Solving the energy storage and supply puzzle

Tuesday, 02 November, 2021

Solving the energy storage and supply puzzle

A simple and affordable means of ascertaining the best chemicals and metals for energy storage and supply has been found by Curtin University researchers.

The research is a breakthrough for battery-run devices and technologies that rely upon the fast supply of electricity, including smartphones and tablets.

Lead author Associate Professor Simone Ciampi, from Curtin’s School of Molecular and Life Sciences, said this easy, low-cost method of determining how to produce and retain the highest energy charge in a capacitor could be of great benefit to all scientists, engineers and start-ups looking to solve the energy storage challenges of the future.

“All electronic devices require an energy source. While a battery needs to be recharged over time, a capacitor can be charged instantaneously because it stores energy by separating charged ions, found in ionic liquids,” said Ciampi.

“There are thousands of types of ionic liquids, a type of ‘liquid salt’, and until now it was difficult to know which would be best suited for use in a capacitor. What our team has done is devise a quick and easy test, able to be performed in a basic lab, which can measure both the ability to store charge when a solid electrode touches a given ionic liquid — a simple capacitor — as well as the stability of the device when it’s charged.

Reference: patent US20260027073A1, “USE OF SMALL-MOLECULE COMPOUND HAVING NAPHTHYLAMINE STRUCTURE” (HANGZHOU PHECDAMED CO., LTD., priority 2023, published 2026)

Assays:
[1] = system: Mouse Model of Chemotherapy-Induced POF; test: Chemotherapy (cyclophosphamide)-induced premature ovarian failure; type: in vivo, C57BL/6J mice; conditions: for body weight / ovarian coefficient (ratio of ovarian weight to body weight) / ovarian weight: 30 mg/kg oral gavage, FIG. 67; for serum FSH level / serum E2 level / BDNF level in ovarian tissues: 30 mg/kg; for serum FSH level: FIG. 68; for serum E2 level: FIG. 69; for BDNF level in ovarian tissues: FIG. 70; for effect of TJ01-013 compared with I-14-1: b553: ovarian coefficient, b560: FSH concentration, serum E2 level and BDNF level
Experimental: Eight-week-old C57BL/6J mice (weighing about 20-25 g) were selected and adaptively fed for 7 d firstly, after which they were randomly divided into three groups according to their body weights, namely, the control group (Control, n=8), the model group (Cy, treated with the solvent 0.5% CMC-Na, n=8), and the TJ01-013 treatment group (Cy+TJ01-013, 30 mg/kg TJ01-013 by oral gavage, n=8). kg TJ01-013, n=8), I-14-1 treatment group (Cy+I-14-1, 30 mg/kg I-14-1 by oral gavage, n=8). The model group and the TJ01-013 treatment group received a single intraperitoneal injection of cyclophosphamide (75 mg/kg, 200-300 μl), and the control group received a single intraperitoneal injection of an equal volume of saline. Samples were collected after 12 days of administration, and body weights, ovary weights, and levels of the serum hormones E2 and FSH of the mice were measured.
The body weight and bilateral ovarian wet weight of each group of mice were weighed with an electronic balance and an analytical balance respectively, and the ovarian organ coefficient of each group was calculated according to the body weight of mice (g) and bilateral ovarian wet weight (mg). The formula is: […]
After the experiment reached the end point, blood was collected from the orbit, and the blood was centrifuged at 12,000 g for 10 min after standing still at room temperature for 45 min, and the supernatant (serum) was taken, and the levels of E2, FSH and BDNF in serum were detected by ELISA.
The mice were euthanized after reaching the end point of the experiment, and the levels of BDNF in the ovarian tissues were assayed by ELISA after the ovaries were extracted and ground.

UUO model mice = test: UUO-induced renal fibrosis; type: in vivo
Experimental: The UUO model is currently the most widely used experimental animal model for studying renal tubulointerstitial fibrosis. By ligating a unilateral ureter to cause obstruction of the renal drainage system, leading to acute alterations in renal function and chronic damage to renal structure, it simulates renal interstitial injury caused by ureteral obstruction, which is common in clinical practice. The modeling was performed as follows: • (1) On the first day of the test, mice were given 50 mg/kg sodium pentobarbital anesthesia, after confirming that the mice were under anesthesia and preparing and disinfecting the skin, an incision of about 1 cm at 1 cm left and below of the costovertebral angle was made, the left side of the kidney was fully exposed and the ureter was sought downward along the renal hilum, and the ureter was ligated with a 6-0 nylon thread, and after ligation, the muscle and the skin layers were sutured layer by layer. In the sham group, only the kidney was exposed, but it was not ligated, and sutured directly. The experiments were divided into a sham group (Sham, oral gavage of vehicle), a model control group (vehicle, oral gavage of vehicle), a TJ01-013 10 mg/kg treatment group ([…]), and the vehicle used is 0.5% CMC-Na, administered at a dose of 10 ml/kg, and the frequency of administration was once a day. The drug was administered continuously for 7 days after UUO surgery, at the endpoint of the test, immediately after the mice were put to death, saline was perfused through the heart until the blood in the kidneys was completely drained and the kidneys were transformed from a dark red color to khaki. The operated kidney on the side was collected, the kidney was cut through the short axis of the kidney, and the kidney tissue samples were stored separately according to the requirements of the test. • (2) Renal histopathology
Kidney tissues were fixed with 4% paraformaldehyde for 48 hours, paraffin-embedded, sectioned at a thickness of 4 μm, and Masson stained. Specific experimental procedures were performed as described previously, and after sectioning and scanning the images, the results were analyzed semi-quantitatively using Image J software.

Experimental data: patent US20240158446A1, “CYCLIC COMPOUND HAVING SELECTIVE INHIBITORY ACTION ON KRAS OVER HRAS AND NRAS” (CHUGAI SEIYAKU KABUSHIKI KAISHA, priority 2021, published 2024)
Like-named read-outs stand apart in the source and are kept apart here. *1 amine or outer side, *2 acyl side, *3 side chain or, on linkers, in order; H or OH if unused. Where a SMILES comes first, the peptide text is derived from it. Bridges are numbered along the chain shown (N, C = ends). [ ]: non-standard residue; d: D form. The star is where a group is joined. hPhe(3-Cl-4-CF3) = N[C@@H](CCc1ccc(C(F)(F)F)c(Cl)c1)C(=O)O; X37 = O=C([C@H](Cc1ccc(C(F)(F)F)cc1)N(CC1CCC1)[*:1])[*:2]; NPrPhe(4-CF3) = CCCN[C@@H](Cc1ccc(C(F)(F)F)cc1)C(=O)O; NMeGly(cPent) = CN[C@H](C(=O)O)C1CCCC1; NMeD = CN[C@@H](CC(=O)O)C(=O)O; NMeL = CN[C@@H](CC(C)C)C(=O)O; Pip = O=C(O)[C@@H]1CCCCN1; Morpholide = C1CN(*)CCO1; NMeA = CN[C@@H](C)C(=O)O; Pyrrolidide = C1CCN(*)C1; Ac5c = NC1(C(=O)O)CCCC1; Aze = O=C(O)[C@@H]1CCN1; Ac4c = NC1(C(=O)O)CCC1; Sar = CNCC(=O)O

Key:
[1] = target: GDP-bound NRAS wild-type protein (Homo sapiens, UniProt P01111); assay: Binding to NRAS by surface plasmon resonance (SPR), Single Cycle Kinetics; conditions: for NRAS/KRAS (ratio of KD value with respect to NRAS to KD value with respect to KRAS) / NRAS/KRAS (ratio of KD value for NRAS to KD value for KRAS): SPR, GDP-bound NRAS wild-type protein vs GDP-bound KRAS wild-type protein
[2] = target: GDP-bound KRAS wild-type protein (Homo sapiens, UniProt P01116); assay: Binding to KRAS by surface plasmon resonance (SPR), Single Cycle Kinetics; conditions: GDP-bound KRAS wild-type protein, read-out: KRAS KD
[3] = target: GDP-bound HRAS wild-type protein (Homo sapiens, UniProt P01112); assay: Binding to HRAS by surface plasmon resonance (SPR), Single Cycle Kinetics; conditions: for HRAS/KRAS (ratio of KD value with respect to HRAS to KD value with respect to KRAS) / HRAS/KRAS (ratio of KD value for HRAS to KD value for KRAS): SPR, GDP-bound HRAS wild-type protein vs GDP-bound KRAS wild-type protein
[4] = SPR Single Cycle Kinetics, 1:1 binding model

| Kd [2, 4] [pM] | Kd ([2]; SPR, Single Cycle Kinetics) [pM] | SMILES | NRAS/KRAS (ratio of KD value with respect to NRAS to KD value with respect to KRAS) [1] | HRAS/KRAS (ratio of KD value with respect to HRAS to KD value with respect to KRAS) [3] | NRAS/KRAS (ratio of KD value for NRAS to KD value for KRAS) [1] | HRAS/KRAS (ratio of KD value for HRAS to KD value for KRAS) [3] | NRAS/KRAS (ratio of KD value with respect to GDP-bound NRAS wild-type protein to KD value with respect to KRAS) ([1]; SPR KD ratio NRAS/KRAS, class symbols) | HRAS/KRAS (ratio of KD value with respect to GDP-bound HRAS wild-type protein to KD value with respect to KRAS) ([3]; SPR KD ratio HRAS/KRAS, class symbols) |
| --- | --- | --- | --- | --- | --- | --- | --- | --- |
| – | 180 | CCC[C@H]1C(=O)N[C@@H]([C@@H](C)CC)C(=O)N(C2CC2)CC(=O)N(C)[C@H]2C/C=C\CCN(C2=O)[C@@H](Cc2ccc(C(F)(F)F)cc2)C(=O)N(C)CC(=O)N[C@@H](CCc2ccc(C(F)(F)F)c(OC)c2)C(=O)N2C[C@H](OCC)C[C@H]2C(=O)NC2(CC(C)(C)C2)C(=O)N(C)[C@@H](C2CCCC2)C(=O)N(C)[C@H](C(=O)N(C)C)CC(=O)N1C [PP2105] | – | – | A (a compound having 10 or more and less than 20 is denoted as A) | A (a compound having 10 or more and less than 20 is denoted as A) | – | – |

“The study has also been able to unveil a model that can predict which ionic liquid is likely to be the best performing for fast charging and long-lasting energy storage.”

Research co-author Mattia Belotti, a PhD student from Curtin’s School of Molecular and Life Sciences, said the test simply required a relatively basic and affordable piece of equipment, called a potentiostat.

“The simplicity of this test means anyone can apply it without the need for expensive equipment. Using this method, our research found that charging the device for 60 seconds produced a full charge, which did not ‘leak’ and begin to diminish for at least four days,” Belotti said.

“The next step will be to use this new screening method to find ionic liquid–electrode combinations with an even longer duration in the charged state and larger energy density.”

Funded by the Australian Research Council, the study was led by Curtin University and conducted in collaboration with the Australian National University and Monash University.

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